Brenda lives in Glossop and is in her 70s. She was given a social prescription by a practice nurse after struggling with a number of physical and wellbeing issues following the death of her husband.

Brenda said:

“I have various long-term conditions and health problems including: diabetes, angina, heart failure, high blood pressure, arthritis, dizzy spells, panic attacks and anxiety. I am also a bit unsteady on my feet and have had falls previously, which has really knocked my confidence.

My husband died a few years ago. I miss him every day. We used to do everything together and when he died my confidence hit an all-time low – I felt so isolated and lonely. It’s not easy to cook when it’s just for one, so I’d often miss meals and no longer enjoyed food.

I heard about The Bureau (social prescribing service) after visiting my GP surgery and seeing a practice nurse. The nurse could see I was struggling mentally and physically and referred me to the social prescribing service for some support. I met with Ruth, a community navigator (link worker) and we talked about everything – the difficulties I was experiencing and the impact this was having on my day to day life.

It was like I knew Ruth immediately. She quickly found out what was most important to me (reconnecting with people socially) and came up with some things we could do together to help. We talked for about six months, over the phone and at my house – having someone I could talk to honestly about how I was feeling was priceless. Ruth also came with me to some groups – I couldn’t face going alone.

I love Time Out, The Bureau’s weekly shopping group and the Simmondley Lunch Club – both have been a lifeline and give me something exciting to look forward to each week. They don’t just give me something to do though, through these groups I have even re-connected with people I lost contact with many years ago. These friendships have got me through the really sad times.

Ruth also helped with some more practical things. She came with me to a mobility shop in Romiley to purchase a rollator (mobility aid), which meant I could go on holiday to Llandudno. She also referred me to the Citizen’s Advice Bureau Over 65’s Champion, and I was awarded the High Rate of Attendance Allowance meaning that I gained an income increase of £85.60 per week, which has been a real help with house maintenance. And Ruth put me in touch with HK Lunches which is a local hot food home delivery service – I really enjoy the meals and am eating well and regularly now.

I like to think of Ruth and The Bureau as family – they always help with advice, information and support. I couldn’t ask for more.

I am feeling happier and healthier now. I feel well in myself and finally, after the death of my husband, connected to others and part of the community.”

Ruth Towner-Yates, Community Navigator at The Bureau in Glossop, said:

“Brenda was recently bereaved, struggling with some health problems, sometimes skipped meals, socially isolated and had lost her confidence. I remember her telling me during our first meeting that she felt we were already friends… How could I not do my best to support her?

Indeed, it was the quality of our relationship that enabled us to enjoy nine home visits and multiple outings over a six-month period. During this time, we covered lots of ground: maximising income by securing benefit uptake; linking in with social and community groups connecting Brenda with old friends and helping her to make new friends; improving disabled access and acquiring mobility equipment thereby reducing the risk of falls; improving nutrition and removing barriers to her enjoying a good diet.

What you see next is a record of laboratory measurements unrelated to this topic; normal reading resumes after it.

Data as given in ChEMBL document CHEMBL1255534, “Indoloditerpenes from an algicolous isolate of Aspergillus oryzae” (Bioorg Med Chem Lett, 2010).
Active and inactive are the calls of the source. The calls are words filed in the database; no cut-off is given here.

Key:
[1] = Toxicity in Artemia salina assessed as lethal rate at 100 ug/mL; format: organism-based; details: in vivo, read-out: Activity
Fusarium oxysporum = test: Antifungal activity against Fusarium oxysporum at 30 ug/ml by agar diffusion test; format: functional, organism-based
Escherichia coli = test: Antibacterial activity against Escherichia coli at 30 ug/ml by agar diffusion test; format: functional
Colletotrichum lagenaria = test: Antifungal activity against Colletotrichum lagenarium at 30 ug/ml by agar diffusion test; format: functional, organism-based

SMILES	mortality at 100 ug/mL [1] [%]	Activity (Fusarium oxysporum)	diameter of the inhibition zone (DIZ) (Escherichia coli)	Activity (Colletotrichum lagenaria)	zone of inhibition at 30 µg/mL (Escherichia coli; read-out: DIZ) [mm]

So, in the end, what did all this mean for Brenda? Now she feels safe and well, she’s confident, assertive, happy and above all is enjoying life. And as for me well I had the privilege of guiding her on her journey to better wellbeing and feel secure in the knowledge that social prescribing really is a catalyst for meaningful change.”

Louise Wilkinson, nurse at the Simmondley Medical Practice, said:

“I am Brenda’s practice nurse. When I started working at the surgery Benda struggled to go out. She felt isolated and quite lonely. She had stopped socialising and had lost confidence. I visited her a number of times and phoned her regularly.

I discussed a referral to The Bureau several times – it was a challenge to get her to agree to it as she didn’t really understand what they did and couldn’t see how they could help her. So, I just said have a chat on the phone and find out.

Best thing ever – Brenda blossomed. When I phone now, she is rarely in. She is out at lunches or visits of some sort. She is so much happier and much more confident.

I think The Bureau is great and I have signposted many people to it for help.”

Chris Easton, Head of Person and Community Centred Approaches at Tameside and Glossop Integrated Care NHS Foundation Trust, said:

“We know that the majority of things that affect our health and wellbeing have little to do with the traditional delivery of health and care services. Much more significant is where people live, the lifestyle choices they make, the connections they have and a range of social and economic factors. This is why social prescribing and our wider more than medicine approach has become so central to the way we work in Tameside and Glossop. Finding ways of bridging the gap between the clinical parts of the system and community-based support that help people with the wider determinants of health is critical to population health and also to the future of the health and care system.

These approaches not only have a positive impact on outcomes for individuals and communities but have also been shown to have a significant impact on healthcare usage.”

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